Since the marathon, however, it has been difficult to get back on track. I’m hoping for some accountability in listing things here.

Writing Schedule

Kinetic has fallen off its schedule. I am working to get it back on track within a week. That being said, Part One will be cluing up soon. When that happens, there will be a brief hiatus to do some extra planning and checking the plot in future parts. Be prepared for the point of view to shift around so you can get a better sense of the world of Super Hero Stories and your favourite heroes.

Review Schedule

My next review will be of Scott Bartlett’s novel, Supercarrier.

Art Schedule

I find myself suddenly on the countdown to submit my comic. Oops! Sometimes I wish someone was on my back like in the old days. How does the potential of a cash payment become less enticing than a good grade? Sheesh.

Did you know?

Another fun fact about me:

I adore hand lettering and calligraphy. I also have always loved quotes. These two make a great pair. It’s great when you can harness one interest to help you build upon another. I’m building up my hand lettering skill, as well as my design sense while sharing my joy for quotes. Here are some of my works:

Here are some of my works:


I really enjoy so many things in life. I’ll admit it…I strive to be a polymath (a Renaissance Man). There’s just so much to partake in with life. I could not stay with one thing.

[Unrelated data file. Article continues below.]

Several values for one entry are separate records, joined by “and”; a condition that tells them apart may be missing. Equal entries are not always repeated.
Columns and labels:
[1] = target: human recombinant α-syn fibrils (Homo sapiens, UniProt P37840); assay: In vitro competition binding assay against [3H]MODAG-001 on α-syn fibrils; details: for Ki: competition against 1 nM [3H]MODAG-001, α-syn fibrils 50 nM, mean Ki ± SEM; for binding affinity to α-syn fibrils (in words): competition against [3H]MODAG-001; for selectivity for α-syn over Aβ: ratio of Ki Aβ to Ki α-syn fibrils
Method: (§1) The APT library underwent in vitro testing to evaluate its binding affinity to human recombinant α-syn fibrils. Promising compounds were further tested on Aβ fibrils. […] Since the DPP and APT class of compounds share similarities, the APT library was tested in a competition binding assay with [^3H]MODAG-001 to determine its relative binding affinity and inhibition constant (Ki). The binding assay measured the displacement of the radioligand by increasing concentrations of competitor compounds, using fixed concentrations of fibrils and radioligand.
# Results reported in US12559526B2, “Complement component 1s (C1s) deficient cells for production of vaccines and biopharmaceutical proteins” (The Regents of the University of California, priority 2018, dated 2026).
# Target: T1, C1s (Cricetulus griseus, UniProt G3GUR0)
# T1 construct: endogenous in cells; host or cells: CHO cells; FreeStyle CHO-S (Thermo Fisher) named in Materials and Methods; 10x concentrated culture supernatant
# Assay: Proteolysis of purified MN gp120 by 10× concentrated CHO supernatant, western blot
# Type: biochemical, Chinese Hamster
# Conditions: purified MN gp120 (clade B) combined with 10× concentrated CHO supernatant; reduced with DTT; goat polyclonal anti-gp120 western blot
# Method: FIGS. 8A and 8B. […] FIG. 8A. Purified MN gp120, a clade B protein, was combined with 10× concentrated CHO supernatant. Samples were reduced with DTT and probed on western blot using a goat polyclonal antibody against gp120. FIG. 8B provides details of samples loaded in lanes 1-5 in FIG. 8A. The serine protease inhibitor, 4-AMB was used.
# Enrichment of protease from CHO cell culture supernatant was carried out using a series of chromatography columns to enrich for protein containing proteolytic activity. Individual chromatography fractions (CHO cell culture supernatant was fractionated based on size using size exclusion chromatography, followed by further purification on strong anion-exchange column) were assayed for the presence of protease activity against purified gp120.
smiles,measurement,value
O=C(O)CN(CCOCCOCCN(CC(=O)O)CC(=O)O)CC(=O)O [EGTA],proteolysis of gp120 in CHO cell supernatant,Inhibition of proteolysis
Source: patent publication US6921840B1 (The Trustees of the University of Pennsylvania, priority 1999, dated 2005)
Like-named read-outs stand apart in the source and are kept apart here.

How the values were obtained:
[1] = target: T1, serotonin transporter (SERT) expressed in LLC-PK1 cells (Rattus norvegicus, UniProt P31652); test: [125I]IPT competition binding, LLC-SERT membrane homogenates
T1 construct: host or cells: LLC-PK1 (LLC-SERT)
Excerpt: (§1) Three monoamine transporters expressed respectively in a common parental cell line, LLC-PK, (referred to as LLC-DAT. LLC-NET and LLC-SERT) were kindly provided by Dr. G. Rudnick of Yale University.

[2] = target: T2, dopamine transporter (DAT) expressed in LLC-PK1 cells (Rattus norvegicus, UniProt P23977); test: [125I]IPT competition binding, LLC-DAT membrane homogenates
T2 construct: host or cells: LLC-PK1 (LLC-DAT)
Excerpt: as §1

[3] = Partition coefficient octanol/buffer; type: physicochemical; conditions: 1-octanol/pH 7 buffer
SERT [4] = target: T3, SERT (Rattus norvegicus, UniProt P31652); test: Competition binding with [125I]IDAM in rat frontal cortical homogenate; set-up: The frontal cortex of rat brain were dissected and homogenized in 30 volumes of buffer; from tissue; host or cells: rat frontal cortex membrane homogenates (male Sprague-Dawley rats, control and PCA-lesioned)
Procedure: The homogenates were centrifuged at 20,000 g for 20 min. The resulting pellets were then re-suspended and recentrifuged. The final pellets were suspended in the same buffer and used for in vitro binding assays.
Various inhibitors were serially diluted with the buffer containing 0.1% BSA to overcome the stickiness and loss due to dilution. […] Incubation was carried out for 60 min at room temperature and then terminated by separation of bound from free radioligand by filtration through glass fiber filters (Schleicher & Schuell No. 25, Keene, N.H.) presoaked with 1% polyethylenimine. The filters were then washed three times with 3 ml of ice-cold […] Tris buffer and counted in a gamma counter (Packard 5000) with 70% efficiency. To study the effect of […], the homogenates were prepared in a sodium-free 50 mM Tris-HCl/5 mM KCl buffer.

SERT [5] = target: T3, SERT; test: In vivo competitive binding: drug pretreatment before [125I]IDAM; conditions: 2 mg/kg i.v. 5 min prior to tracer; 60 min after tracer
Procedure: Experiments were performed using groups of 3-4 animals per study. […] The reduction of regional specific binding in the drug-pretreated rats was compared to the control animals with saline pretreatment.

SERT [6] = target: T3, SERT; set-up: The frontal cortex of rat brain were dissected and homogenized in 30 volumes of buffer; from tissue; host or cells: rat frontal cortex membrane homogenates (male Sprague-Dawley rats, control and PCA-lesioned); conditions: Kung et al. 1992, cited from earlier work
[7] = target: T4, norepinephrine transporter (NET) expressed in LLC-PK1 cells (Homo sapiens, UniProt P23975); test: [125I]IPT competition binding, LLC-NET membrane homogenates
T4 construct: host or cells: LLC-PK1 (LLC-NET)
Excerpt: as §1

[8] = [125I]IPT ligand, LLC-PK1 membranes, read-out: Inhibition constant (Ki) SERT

You can check out the details of the quotes through my twitter, or my instagram.

Book Review “Supernatural Causes, Episode One: Going Viral”

Supernatural Causes, Episode One: Going Viral

Published and distributed by Engen Books, St. John’s, NL.

Digital Release: April 2017

Copyright 2017 Amanda Labonté

Free to read: Click here


In the serial novel “Supernatural Causes, Episode One: Going Viral,” author Amanda Labonté welcomes readers to New Port, ground zero for the war on drugs. Actually, that doesn’t matter as much as Liesel Andrews would have her friends and family believe. No, this is the landing place of vampires, witches, and werewolves after they fled from Europe long ago. Liesel is a pre-med student who discovers that she may also be living in ground zero for a new Superbug, one that affects the supernatural residents who have always been immune to common illness.